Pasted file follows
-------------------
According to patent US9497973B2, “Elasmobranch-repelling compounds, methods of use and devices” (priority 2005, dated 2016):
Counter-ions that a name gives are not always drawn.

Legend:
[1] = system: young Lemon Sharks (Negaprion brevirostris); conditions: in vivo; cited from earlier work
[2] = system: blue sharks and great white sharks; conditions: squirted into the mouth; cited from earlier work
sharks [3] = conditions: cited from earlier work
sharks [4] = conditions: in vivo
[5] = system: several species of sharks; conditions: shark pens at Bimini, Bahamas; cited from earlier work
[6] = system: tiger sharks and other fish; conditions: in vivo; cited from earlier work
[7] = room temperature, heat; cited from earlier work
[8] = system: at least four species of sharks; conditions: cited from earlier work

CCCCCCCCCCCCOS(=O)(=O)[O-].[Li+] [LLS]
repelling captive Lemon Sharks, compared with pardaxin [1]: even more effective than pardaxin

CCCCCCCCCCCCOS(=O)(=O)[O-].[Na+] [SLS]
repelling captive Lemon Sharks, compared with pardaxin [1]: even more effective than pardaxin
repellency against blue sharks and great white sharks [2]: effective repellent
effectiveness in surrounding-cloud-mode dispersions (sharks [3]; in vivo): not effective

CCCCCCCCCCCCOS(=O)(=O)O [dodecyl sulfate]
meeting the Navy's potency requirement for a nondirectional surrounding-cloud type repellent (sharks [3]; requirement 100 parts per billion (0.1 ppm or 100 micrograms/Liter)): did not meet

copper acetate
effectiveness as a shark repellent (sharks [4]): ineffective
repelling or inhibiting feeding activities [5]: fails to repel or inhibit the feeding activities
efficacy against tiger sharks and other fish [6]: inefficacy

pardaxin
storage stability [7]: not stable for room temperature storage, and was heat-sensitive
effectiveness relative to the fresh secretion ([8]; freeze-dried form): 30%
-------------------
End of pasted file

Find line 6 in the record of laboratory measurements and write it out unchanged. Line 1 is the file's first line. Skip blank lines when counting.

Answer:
sharks [3] = conditions: cited from earlier work